9. But, before proceeding to deal with the matter I desire to comment on the inconvenient procedure which has been adopted. The grounds of opposition urged by the several opposing creditors are framed in the most general terms, and, as far as one can judge without any serious attempt to ascertain what the real facts were. I recognize there often must be difficulties in the way of opposing creditors placing a clear case before the Court at the outset, but Section 47 of the Act provides a machinery by which these difficulties can be effectually over-come. It may not always be necessary to make a reference as contemplated by that section; but at any rate, it would be a convenient practice to grant such reasonable adjournments in the first instance as would enable the creditors to look into the Insolvents' affairs, to ask for and receive from the insolvents such explanation as may be deemed necessary, and to re-state their grounds of opposition with more precision and definition. Unless some such procedure be adopted, the inevitable result is a roving and aimless examination in Court, occupying much time and leading to title practical result. The present case furnishes an apt illustration of what I have said, for even before us on appeal the opposing creditors were unable to bring forward any but the vaguest suggestions.
10. Now the first head of objection to the discharge of the insolvent has been the imputation that they fraudulently with intent to diminish the assets to be divided among their creditors, made away with and concealed the sum of Rs. 98,001-15-3 appearing in their schedule as debt due by Dhanji Jairam to the insolvent's firm. Dhanji Jairam is a brother of the insolvents and, when the facts are examined, we find that this sum of Rs. 98,001-15-3 is a balance representing the results of trading for a period of thirteen years or so, and is in part made up of interest. It appears to mo to be a misuse of the language to apply to such a position the expression that the sum of Rs 98 001-15-3 had been made away with, or concealed. It is shown as an item in the insolvents' books and is disclosed in the insolvents' schedule.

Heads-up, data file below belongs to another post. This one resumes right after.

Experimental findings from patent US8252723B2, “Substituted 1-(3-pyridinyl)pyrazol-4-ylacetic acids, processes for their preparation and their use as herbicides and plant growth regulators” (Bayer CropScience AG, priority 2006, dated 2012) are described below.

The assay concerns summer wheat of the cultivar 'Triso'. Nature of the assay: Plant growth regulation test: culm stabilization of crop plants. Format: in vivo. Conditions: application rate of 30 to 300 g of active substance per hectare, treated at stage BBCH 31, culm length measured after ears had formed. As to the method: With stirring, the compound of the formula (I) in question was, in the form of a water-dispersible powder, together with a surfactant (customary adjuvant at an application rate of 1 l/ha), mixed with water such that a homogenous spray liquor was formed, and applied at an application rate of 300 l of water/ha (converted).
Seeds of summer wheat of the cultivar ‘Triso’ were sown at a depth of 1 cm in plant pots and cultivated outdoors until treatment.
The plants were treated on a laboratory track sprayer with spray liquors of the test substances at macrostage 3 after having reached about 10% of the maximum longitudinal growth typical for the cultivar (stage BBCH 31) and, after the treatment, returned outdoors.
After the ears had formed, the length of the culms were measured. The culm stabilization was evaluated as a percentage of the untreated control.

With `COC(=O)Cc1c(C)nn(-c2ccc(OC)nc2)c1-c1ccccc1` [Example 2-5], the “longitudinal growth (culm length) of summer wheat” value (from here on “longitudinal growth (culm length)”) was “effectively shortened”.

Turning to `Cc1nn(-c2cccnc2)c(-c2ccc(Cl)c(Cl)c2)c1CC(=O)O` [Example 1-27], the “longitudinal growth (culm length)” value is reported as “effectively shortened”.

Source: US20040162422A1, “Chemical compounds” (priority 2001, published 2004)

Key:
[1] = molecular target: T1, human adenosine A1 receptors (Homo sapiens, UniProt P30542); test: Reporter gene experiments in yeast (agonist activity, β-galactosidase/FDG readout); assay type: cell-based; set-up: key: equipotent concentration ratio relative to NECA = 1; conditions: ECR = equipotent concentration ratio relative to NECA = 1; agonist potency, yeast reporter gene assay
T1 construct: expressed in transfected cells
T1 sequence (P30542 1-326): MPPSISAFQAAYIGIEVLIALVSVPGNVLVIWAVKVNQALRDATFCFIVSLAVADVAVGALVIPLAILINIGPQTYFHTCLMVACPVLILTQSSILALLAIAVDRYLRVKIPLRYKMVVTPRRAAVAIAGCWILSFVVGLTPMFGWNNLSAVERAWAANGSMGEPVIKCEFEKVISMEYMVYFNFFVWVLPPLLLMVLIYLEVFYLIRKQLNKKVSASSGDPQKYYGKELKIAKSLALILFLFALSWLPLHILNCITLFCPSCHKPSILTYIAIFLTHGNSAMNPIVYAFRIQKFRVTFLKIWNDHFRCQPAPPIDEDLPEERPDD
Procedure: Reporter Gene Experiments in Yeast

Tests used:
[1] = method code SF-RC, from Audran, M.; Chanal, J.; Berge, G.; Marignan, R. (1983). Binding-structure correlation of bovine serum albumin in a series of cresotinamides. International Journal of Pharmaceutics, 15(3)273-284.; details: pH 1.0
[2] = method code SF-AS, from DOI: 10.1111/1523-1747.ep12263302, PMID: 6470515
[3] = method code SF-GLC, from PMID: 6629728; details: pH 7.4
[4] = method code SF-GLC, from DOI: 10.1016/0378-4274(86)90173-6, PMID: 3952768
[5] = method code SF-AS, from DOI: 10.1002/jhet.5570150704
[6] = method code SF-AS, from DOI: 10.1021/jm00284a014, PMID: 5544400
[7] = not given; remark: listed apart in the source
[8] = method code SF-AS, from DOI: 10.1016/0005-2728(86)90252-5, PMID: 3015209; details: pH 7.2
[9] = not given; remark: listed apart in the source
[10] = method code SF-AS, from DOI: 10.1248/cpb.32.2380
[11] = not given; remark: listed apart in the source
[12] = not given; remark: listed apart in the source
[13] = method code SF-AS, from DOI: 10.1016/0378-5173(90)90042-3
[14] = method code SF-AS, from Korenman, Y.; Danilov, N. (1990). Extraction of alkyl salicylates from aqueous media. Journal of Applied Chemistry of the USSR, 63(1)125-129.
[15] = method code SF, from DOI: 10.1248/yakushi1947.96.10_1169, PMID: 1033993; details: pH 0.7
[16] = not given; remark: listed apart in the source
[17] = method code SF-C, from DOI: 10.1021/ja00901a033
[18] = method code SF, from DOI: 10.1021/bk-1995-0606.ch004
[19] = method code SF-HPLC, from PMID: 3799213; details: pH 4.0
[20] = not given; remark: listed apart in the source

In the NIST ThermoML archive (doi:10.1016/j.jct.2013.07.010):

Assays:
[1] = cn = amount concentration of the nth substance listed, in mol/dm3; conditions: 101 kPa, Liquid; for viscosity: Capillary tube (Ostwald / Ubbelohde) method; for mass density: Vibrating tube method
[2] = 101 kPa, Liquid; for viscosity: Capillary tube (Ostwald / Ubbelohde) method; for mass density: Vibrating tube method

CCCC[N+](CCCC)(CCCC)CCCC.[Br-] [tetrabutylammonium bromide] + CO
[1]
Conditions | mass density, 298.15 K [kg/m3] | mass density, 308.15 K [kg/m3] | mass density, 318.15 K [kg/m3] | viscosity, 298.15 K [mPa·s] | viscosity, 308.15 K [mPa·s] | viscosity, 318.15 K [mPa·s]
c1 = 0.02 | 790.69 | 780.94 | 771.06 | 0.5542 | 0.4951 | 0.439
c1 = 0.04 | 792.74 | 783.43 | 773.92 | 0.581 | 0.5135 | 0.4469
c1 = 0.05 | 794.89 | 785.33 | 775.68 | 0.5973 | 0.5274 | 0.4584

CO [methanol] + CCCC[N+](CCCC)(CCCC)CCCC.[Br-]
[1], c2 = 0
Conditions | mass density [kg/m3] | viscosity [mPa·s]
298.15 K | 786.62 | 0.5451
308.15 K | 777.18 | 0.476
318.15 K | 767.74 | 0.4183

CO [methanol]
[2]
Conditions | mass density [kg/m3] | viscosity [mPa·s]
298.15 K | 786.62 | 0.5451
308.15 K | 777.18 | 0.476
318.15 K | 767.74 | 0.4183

11. But then it is said that the insolvents have been guilty of concealment because the sum is represented as their separate property, whereas it belonged jointly to them with their brother Dhanji. Even if S hypothesis on which this argument is based were correct, I still fail to see that there has been any making away or concealment; for, in describing it as their separate property and not their joint property, the insolvents represent that their creditors are entitled to the whole and not only to a fraction of the sum; and at the same time it is only by so regarding it that they can claim interest in respect of it. To argue that the securities held by Dhanji for this sum should have been disclosed, assumes, not only that such securities exist, but also that the insolvents were not (as they declared) separate from their brother. This in my opinion has not been made out, and accordingly I am of opinion that the ground of opposition so far as it relates to the sum of Rs. 98,001-15-3 has not been established.
12. The next ground of opposition is that a sum of Rs. 9,724-11-6 appearing as a cash balance at the end of Samvat 1956 according to the books of the insolvents' firm is unaccounted for. At first sight this appears a formidable objection; but the explanations which have been given before us satisfy me that it is only the appearances that are against the insolvents. No doubt one expects to find a correspondence between the cash box and the cash balance shown in the books; but an examination shows that the cash balance appearing in the books did not exactly represent the state of the cash box and I am satisfied on the evidence before us that the discrepancy must be ascribed to mistaken postings, and that this discrepancy has existed for a long time past and from a time when the insolvents were doing a prosperous business. By far the greater part of the discrepancy has been already explained and I think it very likely that a further examination of the books would complete the explanation. But be this as it may, the discrepancy does not justify the conclusion for which the opposing creditors contend and this ground of opposition has not been made out.
13. It only remains now to deal with the objection that the insolvents have fraudulently and with intent to diminish the assets to be divided among their creditors concealed their share as members of a joint and undivided Hindu family in the oil mill described in their schedule as the Ranchordas Dhanji oil mill. Now it will be perceived that this ground of objection is based on the assumption that the insolvents and their brother Dhanji were joint. I have already indicated my opinion as to the failure to establish this point in relation to the item of Rs. 98,001-15-3, and equally, in relation to the oil mill, I consider that the proof falls short of what is requisite to establish the insolvents' joint interest in the oil mill. [His Lordship then considered the evidence.]
14. The result is that in my opinion the opposing creditors have failed to make good their charge as to the mill.
15. This disposes of the first of the two appeals.
16. On the second nothing has been urged beyond that with which I have already dealt.
17. The case will now go back to the Commissioner that he may deal with it in the ordinary course. But the insolvents must have their costs of both appeals.